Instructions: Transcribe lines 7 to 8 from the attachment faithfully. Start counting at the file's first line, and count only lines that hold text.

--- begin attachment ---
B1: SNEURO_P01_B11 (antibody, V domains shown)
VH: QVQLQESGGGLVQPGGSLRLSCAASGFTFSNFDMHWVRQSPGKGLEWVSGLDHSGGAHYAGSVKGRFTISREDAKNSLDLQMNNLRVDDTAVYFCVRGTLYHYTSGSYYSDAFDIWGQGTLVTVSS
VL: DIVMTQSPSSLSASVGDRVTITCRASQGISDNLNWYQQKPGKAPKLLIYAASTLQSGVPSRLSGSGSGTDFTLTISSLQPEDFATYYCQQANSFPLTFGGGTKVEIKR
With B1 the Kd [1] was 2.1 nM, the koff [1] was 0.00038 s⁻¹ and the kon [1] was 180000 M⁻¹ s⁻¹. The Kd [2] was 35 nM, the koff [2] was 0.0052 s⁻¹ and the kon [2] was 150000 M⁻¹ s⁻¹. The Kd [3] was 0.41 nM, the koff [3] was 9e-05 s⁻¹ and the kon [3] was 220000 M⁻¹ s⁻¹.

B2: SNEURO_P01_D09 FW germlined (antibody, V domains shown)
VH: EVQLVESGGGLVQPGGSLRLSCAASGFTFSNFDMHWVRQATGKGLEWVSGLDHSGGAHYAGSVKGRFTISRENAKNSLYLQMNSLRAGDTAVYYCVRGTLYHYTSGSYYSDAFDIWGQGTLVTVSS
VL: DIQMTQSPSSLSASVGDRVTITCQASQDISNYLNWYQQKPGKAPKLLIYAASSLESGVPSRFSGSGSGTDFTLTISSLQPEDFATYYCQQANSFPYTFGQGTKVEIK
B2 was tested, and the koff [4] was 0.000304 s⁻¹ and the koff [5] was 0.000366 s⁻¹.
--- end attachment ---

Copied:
VL: DIQMTQSPSSLSASVGDRVTITCQASQDISNYLNWYQQKPGKAPKLLIYAASSLESGVPSRFSGSGSGTDFTLTISSLQPEDFATYYCQQANSFPYTFGQGTKVEIK
B2 was tested, and the koff [4] was 0.000304 s⁻¹ and the koff [5] was 0.000366 s⁻¹.